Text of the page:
Thursday, May 22, 2008
Wednesday, April 30, 2008
I'm unconvinced that tobacco is a growth industry, though...
Wednesday, March 5, 2008
An ant's strength has very little to do with its muscles and a lot to do with the exoskeleton. Chitin is stiff but flexible, the energy stored by flexing it can build up to a remarkable level. To lift something heavy an ant flexes its shell until it has sufficient force, then heaves it up.
I suspect the multiple legs lock out in sequence, again leveraging the hard exoskeleton to provide a constant basis to rest the weight on.
Neither property is particularly useful for building something fast. Ants are tractors not roadsters.
Dismissing your muscle car as a horse is understandable but missing the point. A muscle car would have many advantages over a natural animal, like wheels. However, assuming only the engine is organic, you need to bond a shoulder-type assembly to a drive train. Presumably genetic engineering could offer a tendon with a gristle hoop on the end. Wear and tear would be an issue, but human hips generally last a good 30 years past maturity if not abused.
The concept would be much faster and cheaper to realise without digestion; or a vastly simplified version. Cellulose is extraordinarily hard to digest. Outsource the problem to a biofactory. Generate fuel composed of alcohol or simple sugars, doped with amino acid sources for tissue maintenance, coupled with an activation agent of enzymes and bacteria.
It would probably have to be sealed in a box to prevent infection, given the near complete absence of an immune system.
You could do without a nervous system; or rather, have a device like a regular car. That should give any wannabe animal rights protestors conniptions; either it can't feel pain, or computers can.
What have I missed?
Friday, February 29, 2008
Also, I should learn how to do linkbacks one day...
The casuals are the 'loot whores' if you ask me. Raiders NEED good gear, to progress. If you aren't running T5 or T6, why do you need epix? Most heroics can be completed with very modest gear, indeed they're more fun like that. BT will be unlocked next patch... try going in there with blues. Please YouTube it entitled "Why Raiders Don't Need Epix and are All Lootwhores".
Besides... 'casuals' has become a misnomer. True casuals don't have 150 badges. A better term would be grinders, people who are unable or unwilling to tackle the social and scheduling challenges of raiding, who want the WoW endgame to consist of one long grind after another. Why should being able to kill 8000 fire elementals or run Mech 50 times equate to mastering a boss strategy and applying it as a team? I can't overstate the social challenges involved in 25man raiding as well.
PvP is a tricky one, you don't need skill to get honor/arena but you do to get it fast. Moreover measurement of PvP skill in a BG environment is tricky... so I don't blame the devs *too* much for this imperfect system.
Your dismissal of world firsts is akin to dismissing chess grandmasters. "Pff... they've just spent way too long reading chess books, they've memorised the game big deal, get a life!". To get a world first, you can't sit around farming loot for 6 months. You can't wait for someone to write the strat for you. There aren't any nice timer bars. You have to figure the whole damn thing out by looking at combatlogs.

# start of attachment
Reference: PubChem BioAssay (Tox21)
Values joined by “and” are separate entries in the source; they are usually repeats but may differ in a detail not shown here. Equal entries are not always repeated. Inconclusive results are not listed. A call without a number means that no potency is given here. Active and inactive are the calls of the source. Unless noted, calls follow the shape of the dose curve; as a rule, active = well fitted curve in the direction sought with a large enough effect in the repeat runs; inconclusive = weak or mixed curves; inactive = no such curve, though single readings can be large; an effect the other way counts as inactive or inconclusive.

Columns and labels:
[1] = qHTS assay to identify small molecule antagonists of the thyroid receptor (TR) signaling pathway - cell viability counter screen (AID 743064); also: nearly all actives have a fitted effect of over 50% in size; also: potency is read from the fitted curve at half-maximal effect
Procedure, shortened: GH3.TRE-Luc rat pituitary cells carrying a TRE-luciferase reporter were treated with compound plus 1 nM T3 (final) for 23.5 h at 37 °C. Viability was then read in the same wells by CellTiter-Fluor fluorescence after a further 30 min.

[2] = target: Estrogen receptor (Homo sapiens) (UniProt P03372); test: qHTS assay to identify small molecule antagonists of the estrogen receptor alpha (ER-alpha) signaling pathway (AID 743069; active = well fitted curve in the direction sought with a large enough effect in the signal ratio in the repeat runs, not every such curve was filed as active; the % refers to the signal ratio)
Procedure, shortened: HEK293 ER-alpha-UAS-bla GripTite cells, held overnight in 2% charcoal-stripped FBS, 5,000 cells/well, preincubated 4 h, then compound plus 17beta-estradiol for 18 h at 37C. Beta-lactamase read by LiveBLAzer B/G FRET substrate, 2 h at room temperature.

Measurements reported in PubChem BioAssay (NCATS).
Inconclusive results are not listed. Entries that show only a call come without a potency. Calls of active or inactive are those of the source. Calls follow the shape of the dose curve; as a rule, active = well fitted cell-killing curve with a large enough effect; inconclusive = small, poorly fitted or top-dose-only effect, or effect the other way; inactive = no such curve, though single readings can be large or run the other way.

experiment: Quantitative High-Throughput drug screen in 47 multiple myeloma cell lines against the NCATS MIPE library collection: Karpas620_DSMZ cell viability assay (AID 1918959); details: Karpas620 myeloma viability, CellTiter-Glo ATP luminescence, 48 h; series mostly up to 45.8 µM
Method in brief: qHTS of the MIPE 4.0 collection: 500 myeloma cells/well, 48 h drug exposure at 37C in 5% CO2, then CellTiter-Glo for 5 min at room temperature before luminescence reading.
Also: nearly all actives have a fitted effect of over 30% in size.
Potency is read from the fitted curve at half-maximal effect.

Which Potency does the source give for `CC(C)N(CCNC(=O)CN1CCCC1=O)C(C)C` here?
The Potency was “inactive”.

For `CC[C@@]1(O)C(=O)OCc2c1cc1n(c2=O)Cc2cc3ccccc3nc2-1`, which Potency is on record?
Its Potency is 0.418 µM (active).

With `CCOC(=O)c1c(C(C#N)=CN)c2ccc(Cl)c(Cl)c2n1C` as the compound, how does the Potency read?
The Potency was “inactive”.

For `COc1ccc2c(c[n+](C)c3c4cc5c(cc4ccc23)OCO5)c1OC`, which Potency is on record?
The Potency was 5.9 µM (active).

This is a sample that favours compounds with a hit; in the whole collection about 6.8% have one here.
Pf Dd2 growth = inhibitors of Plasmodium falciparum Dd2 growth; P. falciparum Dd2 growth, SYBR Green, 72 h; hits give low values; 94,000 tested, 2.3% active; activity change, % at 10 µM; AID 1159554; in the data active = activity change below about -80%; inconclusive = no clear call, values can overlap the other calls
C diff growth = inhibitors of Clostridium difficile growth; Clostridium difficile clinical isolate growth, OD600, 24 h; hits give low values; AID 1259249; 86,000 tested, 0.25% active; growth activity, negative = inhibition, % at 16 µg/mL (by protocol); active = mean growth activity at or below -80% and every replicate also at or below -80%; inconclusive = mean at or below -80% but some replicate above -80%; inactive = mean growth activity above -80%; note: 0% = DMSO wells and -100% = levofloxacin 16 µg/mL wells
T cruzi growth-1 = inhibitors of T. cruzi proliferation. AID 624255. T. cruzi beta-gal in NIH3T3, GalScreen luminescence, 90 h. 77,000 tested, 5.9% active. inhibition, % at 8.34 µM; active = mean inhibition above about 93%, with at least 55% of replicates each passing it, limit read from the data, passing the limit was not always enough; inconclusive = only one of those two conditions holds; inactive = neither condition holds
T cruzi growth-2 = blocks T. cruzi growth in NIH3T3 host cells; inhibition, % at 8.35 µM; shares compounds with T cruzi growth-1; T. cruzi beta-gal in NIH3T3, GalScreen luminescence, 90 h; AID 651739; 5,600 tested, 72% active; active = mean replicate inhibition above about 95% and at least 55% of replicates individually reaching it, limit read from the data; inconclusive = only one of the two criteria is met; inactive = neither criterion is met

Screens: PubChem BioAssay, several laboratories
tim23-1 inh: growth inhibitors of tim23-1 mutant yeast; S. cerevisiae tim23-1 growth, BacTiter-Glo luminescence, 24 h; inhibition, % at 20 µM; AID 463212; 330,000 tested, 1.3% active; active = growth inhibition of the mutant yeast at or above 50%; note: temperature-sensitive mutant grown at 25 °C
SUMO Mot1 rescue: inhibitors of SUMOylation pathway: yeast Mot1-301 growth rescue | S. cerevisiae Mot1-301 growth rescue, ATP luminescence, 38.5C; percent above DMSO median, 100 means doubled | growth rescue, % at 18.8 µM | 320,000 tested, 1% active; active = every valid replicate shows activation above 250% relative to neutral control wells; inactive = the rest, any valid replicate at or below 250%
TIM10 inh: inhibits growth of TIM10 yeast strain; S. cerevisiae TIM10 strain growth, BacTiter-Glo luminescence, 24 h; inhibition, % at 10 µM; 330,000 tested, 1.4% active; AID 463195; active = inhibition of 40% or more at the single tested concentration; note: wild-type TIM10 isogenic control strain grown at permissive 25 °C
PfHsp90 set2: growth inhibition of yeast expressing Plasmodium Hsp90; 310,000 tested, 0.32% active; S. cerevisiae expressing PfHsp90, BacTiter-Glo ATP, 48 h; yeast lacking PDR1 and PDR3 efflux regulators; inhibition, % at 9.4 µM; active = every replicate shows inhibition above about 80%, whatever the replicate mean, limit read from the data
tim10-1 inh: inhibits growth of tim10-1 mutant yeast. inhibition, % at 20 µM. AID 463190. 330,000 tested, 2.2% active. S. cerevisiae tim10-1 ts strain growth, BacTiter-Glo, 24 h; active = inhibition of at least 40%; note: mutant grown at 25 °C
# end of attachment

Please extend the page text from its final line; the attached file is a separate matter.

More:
Oh and quit your emo QQ. "Clearly I'm the only person who worries about the Internet being a breeding ground for the lowest common denominator."? OMG internet is dying! Since when? Dumbass remarks like this don't serve any purpose.
"how do you keep all of your players happy, when you can pick ten of them, and get twenty different answers when you ask them what they want from the game? Sadly, I don't have the answer to that question, but then again, I don't have to – it's not my job"
Actually, it kind of is. Informed journalistic coverage can have a profound influence on the attitudes of those in power. Instead you chose to have a public whine, without any constructive suggestions on how it could be better. What a copout, is your mother proud of you?
So as not to be entirely hypocritical... TBH I feel Blizz have made stunning moves in this space. PvP honor and arena points are the way forward, unskilled players can gain epix but not fast enough to stay far ahead of the patch curve. Blues for reputation provide a stepping stone into PvP. Triple tier tokens, while still randomised (boo hiss) provide much faster gearing and hence progression; it truly sucks having to farm old content to overcome gearchecks. Tier tokens for PvP gear rocks.
What would I like to see? More badges from 25-man, so that 25-man raiders can stay ahead on the badge curve without farming heroics. More and more interesting heroics (Tribute run \o/), to keep the casuals entertained. 2-3 times as many nontier items. "War effort" style grinds for noncombat pets, RP outfits and gimmicks. Remember Talvash's scrying dish? Let us buy them and make more of them.
Now I'm pissed at you for sure. You're probably pissed at me for lambasting you. There's only one question I ask you, however. How could you make your next article better?
Thursday, February 21, 2008
More recent games take some of the micro out with groups. Moving a group of 12 units at once makes focus fire, light armor tactics etc viable. Special abilities aren't touched, however. StarCraft Science Vessels have no default attack, so when you tell them (as part of a group) to attack, they simply bob gently above the opposing forces without even activating a shield.
This leads to the idea of a squad - a group of units, produced together, with alloted roles. Put a medic in a marine group and when the group is told to attack, he will heal marines instead of trying to tase firebats. This frees players from rote tactical micro to make economic and strategic plays, and significantly enhances the value of these units. Another example - put mages with footmen and they auto-sheep the enemy's archers.
It also opens up a whole meta-game of squad design and trading, reminiscent of collectible card games. In effect it layers persistent, solo and social capabilities onto the RTS meat, helping turn it from a one-shot experience only the hardcore will truly explore into something more gripping. WoW has shown that simple base-level play with tangible advancement helps draw a mass audience. Spore is taking a page out of Facebook, it's time for RTS to join the club.
Bonus cow level: imagine an RTS with a window manager, on a multitouch screen. With cows.